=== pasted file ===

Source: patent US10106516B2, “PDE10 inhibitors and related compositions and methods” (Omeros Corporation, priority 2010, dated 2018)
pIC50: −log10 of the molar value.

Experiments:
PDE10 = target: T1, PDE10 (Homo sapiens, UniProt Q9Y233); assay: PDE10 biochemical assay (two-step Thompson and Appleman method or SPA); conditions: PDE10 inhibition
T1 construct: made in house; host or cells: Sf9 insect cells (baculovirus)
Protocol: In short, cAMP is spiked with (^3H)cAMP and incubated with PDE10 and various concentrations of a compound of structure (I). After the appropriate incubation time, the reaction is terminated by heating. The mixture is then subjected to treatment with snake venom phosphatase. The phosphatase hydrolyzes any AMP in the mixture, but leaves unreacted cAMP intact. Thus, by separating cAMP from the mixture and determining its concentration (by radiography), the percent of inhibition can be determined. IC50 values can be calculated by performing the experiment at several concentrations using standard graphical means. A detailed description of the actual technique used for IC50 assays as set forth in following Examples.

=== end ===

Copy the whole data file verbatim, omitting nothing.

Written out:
Source: patent US10106516B2, “PDE10 inhibitors and related compositions and methods” (Omeros Corporation, priority 2010, dated 2018)
pIC50: −log10 of the molar value.

Experiments:
PDE10 = target: T1, PDE10 (Homo sapiens, UniProt Q9Y233); assay: PDE10 biochemical assay (two-step Thompson and Appleman method or SPA); conditions: PDE10 inhibition
T1 construct: made in house; host or cells: Sf9 insect cells (baculovirus)
Protocol: In short, cAMP is spiked with (^3H)cAMP and incubated with PDE10 and various concentrations of a compound of structure (I). After the appropriate incubation time, the reaction is terminated by heating. The mixture is then subjected to treatment with snake venom phosphatase. The phosphatase hydrolyzes any AMP in the mixture, but leaves unreacted cAMP intact. Thus, by separating cAMP from the mixture and determining its concentration (by radiography), the percent of inhibition can be determined. IC50 values can be calculated by performing the experiment at several concentrations using standard graphical means. A detailed description of the actual technique used for IC50 assays as set forth in following Examples.